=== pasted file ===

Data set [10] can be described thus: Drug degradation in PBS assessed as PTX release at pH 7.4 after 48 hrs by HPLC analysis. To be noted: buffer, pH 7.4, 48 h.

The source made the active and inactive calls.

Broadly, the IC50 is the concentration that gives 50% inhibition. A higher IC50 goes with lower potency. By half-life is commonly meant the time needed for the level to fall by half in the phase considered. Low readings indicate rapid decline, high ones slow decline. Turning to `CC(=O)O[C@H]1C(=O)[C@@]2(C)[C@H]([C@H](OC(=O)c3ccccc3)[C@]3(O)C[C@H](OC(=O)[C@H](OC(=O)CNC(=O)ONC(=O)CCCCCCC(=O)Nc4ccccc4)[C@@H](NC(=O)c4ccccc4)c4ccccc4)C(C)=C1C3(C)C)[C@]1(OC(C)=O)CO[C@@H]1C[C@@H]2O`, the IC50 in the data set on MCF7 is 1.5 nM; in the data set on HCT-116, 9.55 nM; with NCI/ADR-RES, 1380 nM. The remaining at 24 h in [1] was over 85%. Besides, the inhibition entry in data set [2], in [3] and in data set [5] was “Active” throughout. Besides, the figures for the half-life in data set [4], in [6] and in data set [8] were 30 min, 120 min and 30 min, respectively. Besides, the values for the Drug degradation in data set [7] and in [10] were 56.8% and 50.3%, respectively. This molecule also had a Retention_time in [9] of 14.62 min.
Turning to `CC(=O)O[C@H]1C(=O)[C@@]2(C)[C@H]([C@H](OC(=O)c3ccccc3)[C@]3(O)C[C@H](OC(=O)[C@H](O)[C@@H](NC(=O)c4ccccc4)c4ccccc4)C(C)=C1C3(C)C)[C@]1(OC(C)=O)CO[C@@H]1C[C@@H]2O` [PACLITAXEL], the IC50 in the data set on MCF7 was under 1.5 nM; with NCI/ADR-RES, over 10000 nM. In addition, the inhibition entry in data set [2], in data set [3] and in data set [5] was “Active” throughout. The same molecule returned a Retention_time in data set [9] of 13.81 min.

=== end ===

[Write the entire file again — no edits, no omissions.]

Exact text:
Data set [10] can be described thus: Drug degradation in PBS assessed as PTX release at pH 7.4 after 48 hrs by HPLC analysis. To be noted: buffer, pH 7.4, 48 h.

The source made the active and inactive calls.

Broadly, the IC50 is the concentration that gives 50% inhibition. A higher IC50 goes with lower potency. By half-life is commonly meant the time needed for the level to fall by half in the phase considered. Low readings indicate rapid decline, high ones slow decline. Turning to `CC(=O)O[C@H]1C(=O)[C@@]2(C)[C@H]([C@H](OC(=O)c3ccccc3)[C@]3(O)C[C@H](OC(=O)[C@H](OC(=O)CNC(=O)ONC(=O)CCCCCCC(=O)Nc4ccccc4)[C@@H](NC(=O)c4ccccc4)c4ccccc4)C(C)=C1C3(C)C)[C@]1(OC(C)=O)CO[C@@H]1C[C@@H]2O`, the IC50 in the data set on MCF7 is 1.5 nM; in the data set on HCT-116, 9.55 nM; with NCI/ADR-RES, 1380 nM. The remaining at 24 h in [1] was over 85%. Besides, the inhibition entry in data set [2], in [3] and in data set [5] was “Active” throughout. Besides, the figures for the half-life in data set [4], in [6] and in data set [8] were 30 min, 120 min and 30 min, respectively. Besides, the values for the Drug degradation in data set [7] and in [10] were 56.8% and 50.3%, respectively. This molecule also had a Retention_time in [9] of 14.62 min.
Turning to `CC(=O)O[C@H]1C(=O)[C@@]2(C)[C@H]([C@H](OC(=O)c3ccccc3)[C@]3(O)C[C@H](OC(=O)[C@H](O)[C@@H](NC(=O)c4ccccc4)c4ccccc4)C(C)=C1C3(C)C)[C@]1(OC(C)=O)CO[C@@H]1C[C@@H]2O` [PACLITAXEL], the IC50 in the data set on MCF7 was under 1.5 nM; with NCI/ADR-RES, over 10000 nM. In addition, the inhibition entry in data set [2], in data set [3] and in data set [5] was “Active” throughout. The same molecule returned a Retention_time in data set [9] of 13.81 min.